The New York Islanders’ 2010 Draft was largely forgettable outside of their two first-round selections. Then general manager Garth Snow chose Nino Niederreiter at fifth overall before trading the Islanders’ 35th and 58th picks to the Chicago Blackhawks to move up to select at number 30, Brock Nelson. Niederreiter had a faster route to the NHL, but Nelson’s ascension to solid scoring forward took hold a bit quicker. It took a trade to the Minnesota Wild, in return for Cal Clutterbuck, for him to catch on as a perennial 20-goal scorer. He continued that trend with the Carolina Hurricanes, but it’s unclear if there’s a return to Raleigh in his future.
Niederreiter has maintained a similar pace throughout his career as a 30-45 point player, and while he wouldn’t be the massive free agent signing or trade the Islanders desperately need to take their offense to the next level, a reunion with him – should he choose to come back to Long Island – could improve their scoring, however marginally.
Niederreiter an Eberle Replacement
Mathew Barzal was arguably his most effective next to Jordan Eberle, and vice-versa, as the slick forward managed to find openings in tight spaces to score some big goals during the Islanders’ runs to back-to-back Stanley Cup semi-finals. Niederreiter doesn’t bring that same flash, but could effectively replace the scoring he brought next to Barzal.
Niederreiter and Eberle have similar numbers throughout their career, with the latter topping out at 34 goals in his second season and the former hitting 25 goals at his peak. This may effectively mean a reunion with Niederreiter would simply get the team’s offense back to where it was during the 2020-21 season, which would be unsatisfactory for many. A season that ended in a 1-0 Game 7 loss to the eventual Stanley Cup champion Tampa Bay Lightning proved the Islanders need more of a scoring punch, something Niederreiter has the potential to provide, but hasn’t yet thus far in his career
How a Niederreiter Reunion Could Work
At 29, it would be a safe guess to say what we’ve seen out of Niederreiter is the type of player he’s going to be. But we’ve seen plenty of players improve at 29, 30, or 31 years old. Just look at Nelson, who popped off for a career-high 37 goals last season after never hitting the 30-goal mark before. Who’s to say that playing next to Barzal, arguably the best center he has ever played with, wouldn’t help raise his game?
According to Cody Hagan of Canes Country, Niederreiter “scored 44 points while almost entirely playing on the third line with Jordan Staal and Jesper Fast and averaging just over 13 minutes per game.” Additionally, my colleague here at The Hockey Writers Mack Gordon mentioned, “he led the Canes in both goals scored per 60 minutes and expected goals scored per 60 minutes (1.1 and 1.09)” last season. So perhaps a better center and a few more minutes of ice time at five on five, and maybe the powerplay, could get him into the 60-plus point plateau.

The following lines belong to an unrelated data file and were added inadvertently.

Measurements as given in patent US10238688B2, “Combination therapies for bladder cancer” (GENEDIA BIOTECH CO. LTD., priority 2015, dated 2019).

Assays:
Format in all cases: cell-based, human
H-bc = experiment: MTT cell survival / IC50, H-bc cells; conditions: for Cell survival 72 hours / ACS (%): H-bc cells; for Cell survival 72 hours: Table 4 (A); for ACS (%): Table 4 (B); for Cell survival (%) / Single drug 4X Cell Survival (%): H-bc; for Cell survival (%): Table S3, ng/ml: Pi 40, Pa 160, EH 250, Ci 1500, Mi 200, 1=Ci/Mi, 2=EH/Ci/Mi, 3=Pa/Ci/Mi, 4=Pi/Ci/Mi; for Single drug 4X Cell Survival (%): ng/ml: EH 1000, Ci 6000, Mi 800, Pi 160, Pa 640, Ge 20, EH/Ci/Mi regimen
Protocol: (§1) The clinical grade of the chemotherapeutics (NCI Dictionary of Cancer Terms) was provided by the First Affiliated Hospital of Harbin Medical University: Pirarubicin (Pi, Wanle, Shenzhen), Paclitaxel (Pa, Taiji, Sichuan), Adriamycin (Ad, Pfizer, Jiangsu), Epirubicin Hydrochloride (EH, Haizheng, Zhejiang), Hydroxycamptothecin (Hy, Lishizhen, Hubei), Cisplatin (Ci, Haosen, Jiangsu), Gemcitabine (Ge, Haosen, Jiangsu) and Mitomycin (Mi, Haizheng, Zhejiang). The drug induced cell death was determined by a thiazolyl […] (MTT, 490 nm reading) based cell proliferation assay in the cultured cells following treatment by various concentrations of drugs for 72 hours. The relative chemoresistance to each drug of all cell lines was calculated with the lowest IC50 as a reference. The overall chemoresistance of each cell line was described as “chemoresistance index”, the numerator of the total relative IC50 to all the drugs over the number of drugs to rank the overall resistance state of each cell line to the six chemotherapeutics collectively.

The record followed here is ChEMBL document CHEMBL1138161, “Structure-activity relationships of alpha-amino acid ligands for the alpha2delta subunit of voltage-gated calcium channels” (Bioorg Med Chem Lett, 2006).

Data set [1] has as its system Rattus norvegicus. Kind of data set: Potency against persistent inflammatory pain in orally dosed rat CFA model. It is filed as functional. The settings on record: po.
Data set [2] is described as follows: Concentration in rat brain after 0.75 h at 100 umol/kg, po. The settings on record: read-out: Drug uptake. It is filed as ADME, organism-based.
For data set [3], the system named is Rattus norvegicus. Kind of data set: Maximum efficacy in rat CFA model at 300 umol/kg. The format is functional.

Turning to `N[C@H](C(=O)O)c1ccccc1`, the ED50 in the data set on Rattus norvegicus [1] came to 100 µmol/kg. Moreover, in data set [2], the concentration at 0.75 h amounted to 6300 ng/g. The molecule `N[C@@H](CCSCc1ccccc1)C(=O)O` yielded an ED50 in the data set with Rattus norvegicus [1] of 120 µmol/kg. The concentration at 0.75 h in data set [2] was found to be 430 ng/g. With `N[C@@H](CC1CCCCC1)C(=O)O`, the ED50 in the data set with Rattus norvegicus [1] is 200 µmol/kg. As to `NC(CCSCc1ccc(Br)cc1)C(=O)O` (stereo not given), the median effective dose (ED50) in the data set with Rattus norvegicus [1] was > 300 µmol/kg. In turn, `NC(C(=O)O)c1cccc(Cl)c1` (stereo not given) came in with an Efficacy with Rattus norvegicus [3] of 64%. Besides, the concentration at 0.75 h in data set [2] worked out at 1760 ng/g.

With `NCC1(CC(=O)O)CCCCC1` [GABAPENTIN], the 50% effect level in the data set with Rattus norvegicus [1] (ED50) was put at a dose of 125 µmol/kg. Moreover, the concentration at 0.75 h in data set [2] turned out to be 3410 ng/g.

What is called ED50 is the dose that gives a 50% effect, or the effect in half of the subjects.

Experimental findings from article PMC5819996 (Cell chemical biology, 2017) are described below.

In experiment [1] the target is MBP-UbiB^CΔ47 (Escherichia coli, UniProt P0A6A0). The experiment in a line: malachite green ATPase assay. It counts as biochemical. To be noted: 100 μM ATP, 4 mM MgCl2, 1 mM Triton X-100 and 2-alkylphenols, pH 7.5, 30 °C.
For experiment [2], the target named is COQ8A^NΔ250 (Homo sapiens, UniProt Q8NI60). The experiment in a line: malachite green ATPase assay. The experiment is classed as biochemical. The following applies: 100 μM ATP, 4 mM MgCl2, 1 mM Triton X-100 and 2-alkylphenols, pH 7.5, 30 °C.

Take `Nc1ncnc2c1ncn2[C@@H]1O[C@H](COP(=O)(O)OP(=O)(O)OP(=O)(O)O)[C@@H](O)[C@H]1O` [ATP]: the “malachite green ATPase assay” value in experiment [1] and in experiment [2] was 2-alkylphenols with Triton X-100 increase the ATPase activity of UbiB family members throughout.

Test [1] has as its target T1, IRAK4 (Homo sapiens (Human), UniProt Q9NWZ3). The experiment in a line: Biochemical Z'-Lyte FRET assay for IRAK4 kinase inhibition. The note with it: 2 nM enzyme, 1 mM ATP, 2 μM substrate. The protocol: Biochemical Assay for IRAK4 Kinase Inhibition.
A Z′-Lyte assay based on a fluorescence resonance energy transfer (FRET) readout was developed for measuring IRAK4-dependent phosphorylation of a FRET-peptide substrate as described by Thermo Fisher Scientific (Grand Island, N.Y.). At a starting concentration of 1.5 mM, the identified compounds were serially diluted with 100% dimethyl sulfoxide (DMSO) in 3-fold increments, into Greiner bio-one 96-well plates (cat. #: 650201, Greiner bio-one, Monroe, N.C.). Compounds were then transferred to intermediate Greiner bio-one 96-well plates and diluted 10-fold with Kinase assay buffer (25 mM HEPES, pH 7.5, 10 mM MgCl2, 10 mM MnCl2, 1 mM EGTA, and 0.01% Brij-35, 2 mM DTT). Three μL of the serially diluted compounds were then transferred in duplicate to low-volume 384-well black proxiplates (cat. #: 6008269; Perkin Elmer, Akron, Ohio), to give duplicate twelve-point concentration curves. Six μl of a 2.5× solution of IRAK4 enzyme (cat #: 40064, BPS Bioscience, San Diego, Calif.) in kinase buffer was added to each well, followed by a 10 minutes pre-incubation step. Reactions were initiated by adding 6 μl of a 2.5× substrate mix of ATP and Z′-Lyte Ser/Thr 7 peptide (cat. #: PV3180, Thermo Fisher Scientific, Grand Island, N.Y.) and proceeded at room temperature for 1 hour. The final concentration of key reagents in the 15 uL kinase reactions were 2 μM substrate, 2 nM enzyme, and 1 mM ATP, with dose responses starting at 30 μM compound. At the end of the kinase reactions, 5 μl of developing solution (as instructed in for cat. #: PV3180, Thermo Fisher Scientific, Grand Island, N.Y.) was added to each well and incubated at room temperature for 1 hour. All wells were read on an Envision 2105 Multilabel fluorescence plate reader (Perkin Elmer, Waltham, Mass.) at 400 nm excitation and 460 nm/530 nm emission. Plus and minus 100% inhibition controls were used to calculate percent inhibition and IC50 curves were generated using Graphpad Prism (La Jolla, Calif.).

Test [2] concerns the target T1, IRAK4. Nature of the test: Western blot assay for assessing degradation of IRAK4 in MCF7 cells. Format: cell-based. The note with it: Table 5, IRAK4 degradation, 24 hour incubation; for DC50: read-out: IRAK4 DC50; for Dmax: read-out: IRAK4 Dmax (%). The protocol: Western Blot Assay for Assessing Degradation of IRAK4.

On a line with say, Oliver Wahlstrom, these wingers would provide Barzal with two good options to pass to. Additionally, Niederreiter is a good two-way forward who is responsible in his own end and has great possession numbers, an important factor when considering who may work on a first line with a more offensive-focused Wahlstrom and Barzal. His underlying numbers at five on five were impressive last season with the Hurricanes too: 60.04 Corsi-for percentage (CF%), 58.91 scoring chance percentage (SCF%), 62.36 expected goals-for percentage (xGF%), and 67.26 goals-for percentage (GF%) as per Natural Stat Trick. It’s entirely possible the trio could be just what the doctor ordered, but it comes with its fair share of risks and questions.
Can Wahlstrom blossom and take the next step this season, scoring up to his potential at say 25-30 goals? Can Niederreiter find the scoring touch that got him drafted at 5th overall in 2010, eclipsing the 30-goal mark for the first time in his career? Will the chemistry work next to Barzal, and can he find his way back to the point-per-game pace that got him the Calder Trophy as the league’s top rookie? There would be a lot of untapped potential to unlock, and it just might work.
The free agent acquisition of Niederreiter would require Lamoriello to shed Josh Bailey and his remaining two years at $5 million, as Niederreiter is coming off of a five-year, $5.25 million contract. If the Islanders could sign him to a three-year deal at $6 million, bringing him to his age 33 season, it would leave just under $9.5 million to sign Noah Dobson, Kieffer Bellows, and Alexander Romanov without causing all that much trouble signing Barzal following this season. It’s worth noting goaltender Semyon Varlamov and his $5 million come off the books next summer, though they would need to find a backup and re-sign or replace defenseman Scott Mayfield and re-sign restricted free agent Wahlstrom.
No, a Niederreiter reunion isn’t what anyone was asking for this summer, or any previous summer in which there were high profile free agents available for Lou Lamoriello and his predecessors to lure to Long Island. However, to create the deepest roster possible with some great potential, bringing him back may be the best option to consider until the trade deadline rolls around. That way it would allow Lamoriello to keep the few assets he has while at the same time rolling out a slightly improved roster, even if it isn’t to the fans’ liking.
Jon Zella is a 31-year-old, Long Island native currently living in Syracuse, NY. Outside of hockey, he enjoys motorcycles, beer, coffee, and his dog Olive.